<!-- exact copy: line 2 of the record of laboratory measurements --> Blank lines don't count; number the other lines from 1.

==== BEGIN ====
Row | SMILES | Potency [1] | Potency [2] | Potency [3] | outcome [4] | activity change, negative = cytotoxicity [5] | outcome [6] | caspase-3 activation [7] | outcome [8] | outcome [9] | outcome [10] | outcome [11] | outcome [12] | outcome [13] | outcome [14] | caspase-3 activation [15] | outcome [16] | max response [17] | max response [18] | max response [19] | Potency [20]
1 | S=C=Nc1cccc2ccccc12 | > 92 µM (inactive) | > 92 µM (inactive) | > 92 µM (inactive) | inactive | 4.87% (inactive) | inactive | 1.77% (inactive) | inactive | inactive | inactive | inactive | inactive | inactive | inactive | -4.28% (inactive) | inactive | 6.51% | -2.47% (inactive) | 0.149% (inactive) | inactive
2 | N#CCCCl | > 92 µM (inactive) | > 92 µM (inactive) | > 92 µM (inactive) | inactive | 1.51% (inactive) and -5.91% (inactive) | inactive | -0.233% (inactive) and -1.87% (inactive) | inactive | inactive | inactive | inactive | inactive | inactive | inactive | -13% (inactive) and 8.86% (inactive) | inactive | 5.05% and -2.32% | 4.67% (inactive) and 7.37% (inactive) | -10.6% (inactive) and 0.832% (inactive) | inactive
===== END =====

1 | S=C=Nc1cccc2ccccc12 | > 92 µM (inactive) | > 92 µM (inactive) | > 92 µM (inactive) | inactive | 4.87% (inactive) | inactive | 1.77% (inactive) | inactive | inactive | inactive | inactive | inactive | inactive | inactive | -4.28% (inactive) | inactive | 6.51% | -2.47% (inactive) | 0.149% (inactive) | inactive